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Chief executive Reed Hasting, seen here in August of 2020, says the foundation of Netflix's workplace culture is a way of working that prioritizes hiring and keeping the best talent.

Kwaku Alston/Netflix/Handout

One new hire refused to unpack his boxes for months, unwilling to settle in when he could be fired any time. Another describes working through the night in a fruitless bid to allay her fear of the axe, and says pushing the elevator button at work every morning is like a “trigger” for her anxiety.

If you know anything about the workplace culture at Netflix Inc., it might be this undercurrent of dread. Behind it is a principle that “adequate performance gets a generous severance package.” Even good, hard workers are not safe if they are not exceptional; managers are encouraged to use a “keeper test” to fire anyone that they would not fight hard to keep if that person said they were leaving.

“It’s not untrue,” chief executive Reed Hastings said in an interview with The Globe and Mail, of the reports of fear that these policies engender in some employees. “But it’s not the full truth, either.”

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Mr. Hastings’s new book aims to paint a broader picture of the company’s management philosophy. Written with Erin Meyer, a professor at INSEAD business school, No Rules Rules outlines a way of working that Mr. Hastings believes is intrinsic to Netflix’s success thus far.

If you are like millions stuck at home this year, and pressing play – whether to distract yourself from the global pandemic, or perhaps in the hope that Peppa Pig will provide a blessed respite for parents to get an ounce of work done – you already know just how popular Netflix is.

The company has enjoyed staggering growth over the past decade, creating streaming habits and transforming the home-entertainment landscape in the process. The company now counts nearly 193 million global subscribers, adding 26 million just in the first half of this year. Netflix had US$1.87-billion in net income in 2019, more than triple what it earned just two years earlier. It spends billions of dollars every year on content that shapes pop culture.

The foundation of all of this, Mr. Hastings says, is a way of working that prioritizes hiring and keeping the best talent; allows those people freedom to make decisions without having to ask their bosses for permission; encourages transparency to ensure people have the information they need to make those decisions; and requires constant feedback so that people are accountable for their choices, problems are addressed and people learn from failures.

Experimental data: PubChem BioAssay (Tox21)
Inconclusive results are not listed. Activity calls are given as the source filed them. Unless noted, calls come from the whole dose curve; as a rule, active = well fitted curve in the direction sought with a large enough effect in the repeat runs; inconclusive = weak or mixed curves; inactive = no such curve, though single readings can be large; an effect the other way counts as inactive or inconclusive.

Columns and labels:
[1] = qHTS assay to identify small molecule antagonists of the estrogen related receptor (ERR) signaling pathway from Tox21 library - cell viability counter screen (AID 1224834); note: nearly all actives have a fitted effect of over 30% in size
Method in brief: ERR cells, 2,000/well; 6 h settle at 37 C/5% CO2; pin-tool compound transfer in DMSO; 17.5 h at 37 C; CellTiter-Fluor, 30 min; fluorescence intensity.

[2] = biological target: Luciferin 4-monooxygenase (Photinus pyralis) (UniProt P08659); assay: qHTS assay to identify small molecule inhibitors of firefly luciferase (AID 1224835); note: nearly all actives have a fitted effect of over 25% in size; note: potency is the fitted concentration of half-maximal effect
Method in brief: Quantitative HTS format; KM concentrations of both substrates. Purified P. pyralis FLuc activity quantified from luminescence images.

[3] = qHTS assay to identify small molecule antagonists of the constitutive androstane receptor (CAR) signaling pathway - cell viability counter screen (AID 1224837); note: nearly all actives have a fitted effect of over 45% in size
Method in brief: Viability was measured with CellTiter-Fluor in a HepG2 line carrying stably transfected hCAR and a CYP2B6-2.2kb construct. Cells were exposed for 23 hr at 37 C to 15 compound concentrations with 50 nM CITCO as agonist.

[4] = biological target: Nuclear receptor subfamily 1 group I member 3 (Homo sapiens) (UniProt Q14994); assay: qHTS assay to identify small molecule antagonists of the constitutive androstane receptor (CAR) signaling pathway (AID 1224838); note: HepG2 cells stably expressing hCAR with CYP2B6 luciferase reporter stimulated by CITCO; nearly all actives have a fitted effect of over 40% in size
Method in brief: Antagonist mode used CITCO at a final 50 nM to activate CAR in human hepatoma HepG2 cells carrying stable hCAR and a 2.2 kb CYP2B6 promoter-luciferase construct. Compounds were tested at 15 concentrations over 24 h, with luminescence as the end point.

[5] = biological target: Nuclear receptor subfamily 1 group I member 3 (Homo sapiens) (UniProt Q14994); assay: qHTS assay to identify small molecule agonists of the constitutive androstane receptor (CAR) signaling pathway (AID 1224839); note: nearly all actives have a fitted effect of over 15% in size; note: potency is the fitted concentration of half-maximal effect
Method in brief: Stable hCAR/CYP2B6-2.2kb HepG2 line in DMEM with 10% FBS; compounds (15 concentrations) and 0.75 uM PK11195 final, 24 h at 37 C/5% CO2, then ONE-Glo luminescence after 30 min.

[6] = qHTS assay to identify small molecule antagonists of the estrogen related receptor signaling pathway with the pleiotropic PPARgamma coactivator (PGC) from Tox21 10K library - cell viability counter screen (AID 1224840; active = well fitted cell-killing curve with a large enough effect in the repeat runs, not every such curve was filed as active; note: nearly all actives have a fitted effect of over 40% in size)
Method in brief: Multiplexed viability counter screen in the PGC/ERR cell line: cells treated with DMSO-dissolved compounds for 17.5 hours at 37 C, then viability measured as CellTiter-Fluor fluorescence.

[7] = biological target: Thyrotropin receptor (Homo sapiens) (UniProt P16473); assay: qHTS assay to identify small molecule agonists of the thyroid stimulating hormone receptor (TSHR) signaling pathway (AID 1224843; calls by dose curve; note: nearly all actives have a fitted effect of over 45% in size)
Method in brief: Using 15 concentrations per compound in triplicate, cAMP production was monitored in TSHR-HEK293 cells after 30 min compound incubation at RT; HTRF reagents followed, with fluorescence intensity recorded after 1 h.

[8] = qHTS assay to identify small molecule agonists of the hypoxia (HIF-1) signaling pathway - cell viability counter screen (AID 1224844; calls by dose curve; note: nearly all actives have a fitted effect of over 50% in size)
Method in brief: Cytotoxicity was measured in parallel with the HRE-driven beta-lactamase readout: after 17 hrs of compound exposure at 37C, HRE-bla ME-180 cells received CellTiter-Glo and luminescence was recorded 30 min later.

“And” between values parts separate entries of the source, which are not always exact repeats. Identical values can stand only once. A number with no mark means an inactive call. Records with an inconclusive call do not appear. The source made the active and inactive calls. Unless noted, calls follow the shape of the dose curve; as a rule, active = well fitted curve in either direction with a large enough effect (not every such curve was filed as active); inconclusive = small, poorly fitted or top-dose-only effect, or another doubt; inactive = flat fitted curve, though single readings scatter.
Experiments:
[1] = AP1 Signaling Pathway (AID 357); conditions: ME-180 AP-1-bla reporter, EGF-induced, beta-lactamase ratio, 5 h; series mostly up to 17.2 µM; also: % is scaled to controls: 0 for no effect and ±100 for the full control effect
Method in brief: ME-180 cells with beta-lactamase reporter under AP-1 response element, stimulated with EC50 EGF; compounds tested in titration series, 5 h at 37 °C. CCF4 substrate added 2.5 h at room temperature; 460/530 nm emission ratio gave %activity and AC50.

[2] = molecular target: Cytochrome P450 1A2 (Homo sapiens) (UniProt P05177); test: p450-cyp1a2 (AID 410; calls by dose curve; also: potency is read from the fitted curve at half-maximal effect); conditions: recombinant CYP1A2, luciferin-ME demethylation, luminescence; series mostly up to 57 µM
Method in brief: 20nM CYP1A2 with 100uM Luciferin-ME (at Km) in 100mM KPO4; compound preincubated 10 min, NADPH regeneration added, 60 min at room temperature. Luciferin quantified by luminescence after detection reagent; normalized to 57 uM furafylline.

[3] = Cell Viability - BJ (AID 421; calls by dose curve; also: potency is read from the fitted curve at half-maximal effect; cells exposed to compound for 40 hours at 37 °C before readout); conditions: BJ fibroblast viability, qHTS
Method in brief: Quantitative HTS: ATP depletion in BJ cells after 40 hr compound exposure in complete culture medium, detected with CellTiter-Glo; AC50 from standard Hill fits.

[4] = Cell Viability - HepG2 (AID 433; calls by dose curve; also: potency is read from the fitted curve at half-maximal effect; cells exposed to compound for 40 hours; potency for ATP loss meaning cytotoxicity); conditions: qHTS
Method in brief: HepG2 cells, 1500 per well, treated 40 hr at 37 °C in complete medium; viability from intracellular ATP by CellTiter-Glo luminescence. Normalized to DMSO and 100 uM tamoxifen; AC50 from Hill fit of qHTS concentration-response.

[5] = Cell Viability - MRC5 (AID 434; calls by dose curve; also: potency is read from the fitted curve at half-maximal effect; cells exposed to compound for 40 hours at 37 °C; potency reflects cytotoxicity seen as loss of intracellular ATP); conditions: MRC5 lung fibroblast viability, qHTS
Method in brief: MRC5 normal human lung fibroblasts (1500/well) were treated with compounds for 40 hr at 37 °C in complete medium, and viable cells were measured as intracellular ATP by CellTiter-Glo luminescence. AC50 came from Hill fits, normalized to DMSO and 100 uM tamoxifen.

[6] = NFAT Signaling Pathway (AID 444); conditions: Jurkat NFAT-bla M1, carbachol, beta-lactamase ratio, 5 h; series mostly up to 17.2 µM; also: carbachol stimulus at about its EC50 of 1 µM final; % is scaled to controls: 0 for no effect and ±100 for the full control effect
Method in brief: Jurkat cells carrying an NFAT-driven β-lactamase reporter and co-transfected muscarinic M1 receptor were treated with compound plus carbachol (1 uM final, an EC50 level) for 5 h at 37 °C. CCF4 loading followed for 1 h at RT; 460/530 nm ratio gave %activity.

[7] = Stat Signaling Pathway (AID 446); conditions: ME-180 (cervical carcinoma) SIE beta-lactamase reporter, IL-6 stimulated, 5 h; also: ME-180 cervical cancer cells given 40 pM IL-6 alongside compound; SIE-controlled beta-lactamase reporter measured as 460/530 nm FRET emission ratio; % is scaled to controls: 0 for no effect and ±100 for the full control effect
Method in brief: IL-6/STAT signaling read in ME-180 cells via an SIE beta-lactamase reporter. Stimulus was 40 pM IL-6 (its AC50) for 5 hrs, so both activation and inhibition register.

“For 300 years, the factory has been the dominant [management] paradigm. It’s very top-down,” Mr. Hastings said, speaking on a video call from his apartment in Hollywood. While strict oversight and clear processes are still important for workplaces that depend on consistency, such as a factory – or where safety is paramount, such as a hospital – they do not help companies adapt in the information age, he said. “In a creative organization, you really want to stimulate people and inspire them, rather than supervise them.”

What it takes to make this work will sound unfamiliar to people accustomed to a typical corporate environment. For example, Netflix encourages employees to take calls from recruiters, and even go on interviews: That way, the company knows what those people are worth on the job market, and can pay them top dollar to keep them. The flip side of this is that managers are also expected to let go of those who are not top performers, with the assumption that mediocrity is infectious and can drag teams down.

People who work at Netflix also need to develop a tolerance for receiving constant feedback from colleagues, and giving it to others – as long as the aim is to help someone rather than an airing of grievances. And as long as it comes with suggestions for action that a person can take to fix the problem. This can be informal, but can also include larger sessions where people give each other feedback in front of a group.

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Mr. Hastings acknowledges that this is deeply uncomfortable.

“Human society has developed where we’re polite and indirect, partly to avoid having wars,” he said. “And so those influences are very strong in us, of not saying what we’re really thinking. … But we’re not trying to do pain minimization; we’re trying to do growth maximization.”